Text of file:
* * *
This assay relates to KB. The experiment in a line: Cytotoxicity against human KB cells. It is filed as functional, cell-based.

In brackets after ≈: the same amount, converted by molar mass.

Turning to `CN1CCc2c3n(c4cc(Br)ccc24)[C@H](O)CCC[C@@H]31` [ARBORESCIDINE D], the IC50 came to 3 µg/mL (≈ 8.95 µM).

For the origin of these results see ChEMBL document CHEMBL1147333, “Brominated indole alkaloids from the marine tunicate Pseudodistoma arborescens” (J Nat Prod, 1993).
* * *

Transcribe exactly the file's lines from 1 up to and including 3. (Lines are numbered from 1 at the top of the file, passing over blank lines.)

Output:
This assay relates to KB. The experiment in a line: Cytotoxicity against human KB cells. It is filed as functional, cell-based.

In brackets after ≈: the same amount, converted by molar mass.

Turning to `CN1CCc2c3n(c4cc(Br)ccc24)[C@H](O)CCC[C@@H]31` [ARBORESCIDINE D], the IC50 came to 3 µg/mL (≈ 8.95 µM).